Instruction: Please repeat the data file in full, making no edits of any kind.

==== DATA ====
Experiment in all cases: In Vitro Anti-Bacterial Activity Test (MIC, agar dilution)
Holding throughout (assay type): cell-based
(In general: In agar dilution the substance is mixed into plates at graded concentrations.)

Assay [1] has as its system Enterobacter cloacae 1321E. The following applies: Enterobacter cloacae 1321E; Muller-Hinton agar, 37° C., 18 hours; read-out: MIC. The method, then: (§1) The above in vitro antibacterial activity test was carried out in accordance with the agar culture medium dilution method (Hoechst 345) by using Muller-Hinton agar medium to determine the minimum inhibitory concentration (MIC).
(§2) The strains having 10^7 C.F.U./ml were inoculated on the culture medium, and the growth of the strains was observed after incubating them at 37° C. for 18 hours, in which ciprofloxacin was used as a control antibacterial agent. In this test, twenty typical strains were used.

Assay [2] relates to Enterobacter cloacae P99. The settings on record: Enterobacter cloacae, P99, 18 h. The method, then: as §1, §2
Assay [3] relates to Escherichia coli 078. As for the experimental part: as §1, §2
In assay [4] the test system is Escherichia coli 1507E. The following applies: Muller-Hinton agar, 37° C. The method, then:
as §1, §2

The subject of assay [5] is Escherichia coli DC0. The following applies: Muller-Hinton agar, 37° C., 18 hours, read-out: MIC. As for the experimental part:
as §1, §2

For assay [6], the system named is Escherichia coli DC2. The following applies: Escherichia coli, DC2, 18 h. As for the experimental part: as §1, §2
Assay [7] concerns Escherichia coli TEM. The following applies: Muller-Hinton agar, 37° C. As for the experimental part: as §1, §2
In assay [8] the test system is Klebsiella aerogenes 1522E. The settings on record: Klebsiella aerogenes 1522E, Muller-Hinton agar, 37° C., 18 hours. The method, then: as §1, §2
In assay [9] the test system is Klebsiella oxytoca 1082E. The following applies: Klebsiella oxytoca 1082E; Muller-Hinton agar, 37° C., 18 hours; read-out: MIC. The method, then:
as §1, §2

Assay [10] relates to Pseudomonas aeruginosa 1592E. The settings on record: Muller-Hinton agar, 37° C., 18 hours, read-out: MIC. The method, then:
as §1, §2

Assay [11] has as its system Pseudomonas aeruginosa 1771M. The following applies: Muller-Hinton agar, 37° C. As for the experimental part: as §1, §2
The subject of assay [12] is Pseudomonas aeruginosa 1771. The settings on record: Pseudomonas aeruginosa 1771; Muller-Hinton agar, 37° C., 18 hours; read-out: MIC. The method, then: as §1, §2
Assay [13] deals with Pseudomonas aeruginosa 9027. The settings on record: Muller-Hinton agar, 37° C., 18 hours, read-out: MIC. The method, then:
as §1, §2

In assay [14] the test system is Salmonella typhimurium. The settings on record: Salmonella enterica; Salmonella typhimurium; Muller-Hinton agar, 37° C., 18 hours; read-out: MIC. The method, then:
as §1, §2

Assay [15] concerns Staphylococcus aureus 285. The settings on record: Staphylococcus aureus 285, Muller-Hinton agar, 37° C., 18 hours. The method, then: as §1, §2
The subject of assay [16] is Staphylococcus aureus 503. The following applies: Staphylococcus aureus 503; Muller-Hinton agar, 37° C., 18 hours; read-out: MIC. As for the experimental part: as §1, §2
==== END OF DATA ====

Experiment in all cases: In Vitro Anti-Bacterial Activity Test (MIC, agar dilution)
Holding throughout (assay type): cell-based
(In general: In agar dilution the substance is mixed into plates at graded concentrations.)

Assay [1] has as its system Enterobacter cloacae 1321E. The following applies: Enterobacter cloacae 1321E; Muller-Hinton agar, 37° C., 18 hours; read-out: MIC. The method, then: (§1) The above in vitro antibacterial activity test was carried out in accordance with the agar culture medium dilution method (Hoechst 345) by using Muller-Hinton agar medium to determine the minimum inhibitory concentration (MIC).
(§2) The strains having 10^7 C.F.U./ml were inoculated on the culture medium, and the growth of the strains was observed after incubating them at 37° C. for 18 hours, in which ciprofloxacin was used as a control antibacterial agent. In this test, twenty typical strains were used.

Assay [2] relates to Enterobacter cloacae P99. The settings on record: Enterobacter cloacae, P99, 18 h. The method, then: as §1, §2
Assay [3] relates to Escherichia coli 078. As for the experimental part: as §1, §2
In assay [4] the test system is Escherichia coli 1507E. The following applies: Muller-Hinton agar, 37° C. The method, then:
as §1, §2

The subject of assay [5] is Escherichia coli DC0. The following applies: Muller-Hinton agar, 37° C., 18 hours, read-out: MIC. As for the experimental part:
as §1, §2

For assay [6], the system named is Escherichia coli DC2. The following applies: Escherichia coli, DC2, 18 h. As for the experimental part: as §1, §2
Assay [7] concerns Escherichia coli TEM. The following applies: Muller-Hinton agar, 37° C. As for the experimental part: as §1, §2
In assay [8] the test system is Klebsiella aerogenes 1522E. The settings on record: Klebsiella aerogenes 1522E, Muller-Hinton agar, 37° C., 18 hours. The method, then: as §1, §2
In assay [9] the test system is Klebsiella oxytoca 1082E. The following applies: Klebsiella oxytoca 1082E; Muller-Hinton agar, 37° C., 18 hours; read-out: MIC. The method, then:
as §1, §2

Assay [10] relates to Pseudomonas aeruginosa 1592E. The settings on record: Muller-Hinton agar, 37° C., 18 hours, read-out: MIC. The method, then:
as §1, §2

Assay [11] has as its system Pseudomonas aeruginosa 1771M. The following applies: Muller-Hinton agar, 37° C. As for the experimental part: as §1, §2
The subject of assay [12] is Pseudomonas aeruginosa 1771. The settings on record: Pseudomonas aeruginosa 1771; Muller-Hinton agar, 37° C., 18 hours; read-out: MIC. The method, then: as §1, §2
Assay [13] deals with Pseudomonas aeruginosa 9027. The settings on record: Muller-Hinton agar, 37° C., 18 hours, read-out: MIC. The method, then:
as §1, §2

In assay [14] the test system is Salmonella typhimurium. The settings on record: Salmonella enterica; Salmonella typhimurium; Muller-Hinton agar, 37° C., 18 hours; read-out: MIC. The method, then:
as §1, §2

Assay [15] concerns Staphylococcus aureus 285. The settings on record: Staphylococcus aureus 285, Muller-Hinton agar, 37° C., 18 hours. The method, then: as §1, §2
The subject of assay [16] is Staphylococcus aureus 503. The following applies: Staphylococcus aureus 503; Muller-Hinton agar, 37° C., 18 hours; read-out: MIC. As for the experimental part: as §1, §2